Issues

I77 Tolls

Kurt was the first citizen to stand up and objectively and factually explain to our community why the I-77 toll lanes are wrong for Cornelius.


Today every elected official and candidate agrees, but it wasn’t that way back in 2012, when Kurt first spoke up. Back then he had every LKN town board against him as well as every LKN Mayor, state representative, state senator and even the local Chamber of Commerce. 


With little support from elected officials he took his case directly to the people. He started a grass roots organization, wrote over two hundred blog posts, gave scores of presentations throughout the Lake Norman region, wrote editorials for the Charlotte Observer as well as local weeklies, was interviewed by every television station in the area, gathered thousands of petition signatures and made ten trips to Raleigh to convince state legislators. 


He broke the news about the $20 round trip toll estimates; the contractual non-compete clause that effectively prevents us from widening I-77 for the next 50 years; the $75 million taxpayer subsidy and the potential taxpayer bailout if the project fails.


In fighting the I-77 tolls Kurt accomplished something rarely seen in politics:

He changed the political establishment’s position without alienating it.

In fact, Kurt has been endorsed by state and local officials across the political spectrum from Charlotte to Statesville.


He did all of this as an ordinary citizen, with no credentials other than the strength of his arguments and incredible persistence. For his efforts he was recognized as the 2015 “North Carolina Citizen of the Year” by the NC Open Government Coalition and his organization, Widen I-77, was recognized with the 2015 Distinguished Service Award by the Lake Norman Chamber of Commerce.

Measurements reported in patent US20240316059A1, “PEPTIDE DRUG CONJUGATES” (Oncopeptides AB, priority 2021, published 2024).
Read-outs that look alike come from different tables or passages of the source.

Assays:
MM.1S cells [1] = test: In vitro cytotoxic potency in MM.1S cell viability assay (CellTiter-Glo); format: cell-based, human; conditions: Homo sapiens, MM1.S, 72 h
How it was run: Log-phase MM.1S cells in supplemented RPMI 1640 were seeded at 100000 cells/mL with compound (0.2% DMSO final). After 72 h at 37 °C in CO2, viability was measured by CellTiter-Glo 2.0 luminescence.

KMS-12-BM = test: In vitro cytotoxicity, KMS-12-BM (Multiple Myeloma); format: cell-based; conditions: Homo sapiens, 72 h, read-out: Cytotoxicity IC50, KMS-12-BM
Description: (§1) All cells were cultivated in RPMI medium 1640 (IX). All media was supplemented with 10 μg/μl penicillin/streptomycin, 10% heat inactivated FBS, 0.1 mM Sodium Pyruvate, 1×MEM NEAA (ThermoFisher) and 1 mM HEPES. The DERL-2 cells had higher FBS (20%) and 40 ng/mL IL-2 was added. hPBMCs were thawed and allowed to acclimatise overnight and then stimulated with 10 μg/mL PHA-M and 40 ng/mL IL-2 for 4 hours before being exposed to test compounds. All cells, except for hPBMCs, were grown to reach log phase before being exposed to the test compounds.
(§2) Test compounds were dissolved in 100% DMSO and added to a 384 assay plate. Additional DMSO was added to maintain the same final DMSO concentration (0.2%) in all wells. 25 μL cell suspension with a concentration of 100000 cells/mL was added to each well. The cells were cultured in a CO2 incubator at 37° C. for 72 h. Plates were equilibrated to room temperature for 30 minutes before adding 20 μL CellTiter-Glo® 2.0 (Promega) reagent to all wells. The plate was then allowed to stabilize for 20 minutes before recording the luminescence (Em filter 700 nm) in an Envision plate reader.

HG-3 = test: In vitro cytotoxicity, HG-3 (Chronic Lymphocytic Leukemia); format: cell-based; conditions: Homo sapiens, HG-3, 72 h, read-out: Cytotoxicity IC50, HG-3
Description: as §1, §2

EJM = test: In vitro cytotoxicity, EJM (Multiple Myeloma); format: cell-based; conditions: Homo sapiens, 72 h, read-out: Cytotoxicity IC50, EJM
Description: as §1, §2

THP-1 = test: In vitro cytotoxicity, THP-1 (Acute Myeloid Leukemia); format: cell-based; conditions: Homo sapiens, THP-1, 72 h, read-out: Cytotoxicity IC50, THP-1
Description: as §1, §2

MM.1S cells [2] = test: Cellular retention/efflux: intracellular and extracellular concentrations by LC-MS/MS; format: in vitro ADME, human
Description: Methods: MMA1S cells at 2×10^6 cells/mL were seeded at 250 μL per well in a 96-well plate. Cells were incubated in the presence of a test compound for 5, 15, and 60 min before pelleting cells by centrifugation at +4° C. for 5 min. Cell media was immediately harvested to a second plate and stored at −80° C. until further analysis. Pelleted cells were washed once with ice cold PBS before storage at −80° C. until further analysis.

Despite near-unanimous condemnation, the toll lane project continues to move forward.  The contract can and must be cancelled, but that will only happen if we have strong, persistent leadership.

Transportation

As your commissioner, Kurt will be committed to ensuring our town receives the transportation priority it deserves while spending your tax dollars wisely. Specifically, he looks to: 


  • Create a citizen-led Transportation Advisory Board (TAB) to solicit and prioritize input from the public on transportation-related projects large and small. 



  • Fix the Charlotte Regional Transportation Planning Organization (CRTPO), the Charlotte-centric bureaucracy that prioritizes transportation projects for our region.



  • Invest in the latest traffic light technology, called Adaptive Signal Control (ASCT), moves 10-30% more vehicles through the average intersection by optimizing signal light timing. 



And, of course, keep fighting to cancel the I-77 toll contract.

Arts Center

The challenge now facing town leadership now is not whether they are for or against the Arts Center. That issue has already been decided by the most important opinion there is: the citizens of Cornelius. We voted for $4 million in bonds to build an Arts Center.


So the issue before us now is to ensure we build and operate the best possible Arts Center we can within the existing fiscal constraints. We’re off to a great start. We have a strong Arts Board composed of citizens who care deeply about this project, and we just hired a director with a track record of success.


As your Commissioner, Kurt sees it as his job to ensure this project fulfills its promise of creating a vibrant town center and revitalizing the surrounding area. 

Development

Historically the town has looked at development on a proposal-by-proposal basis. We need to broaden our perspective and better understand how a specific development affects the entire town, not just the vicinity of the project.


We need to improve our tax base toward more commercial development and less residential. To do this we need to attract businesses with good infrastructure, a low tax rate and skilled employees. But it’s important we attract the right kind of business.


As the owner of a local manufacturing business, I’m able to pay good wages and full healthcare benefits for all of my employees. I would like to see more emphasis on attracting higher-paying light industry so people who work here can also live here.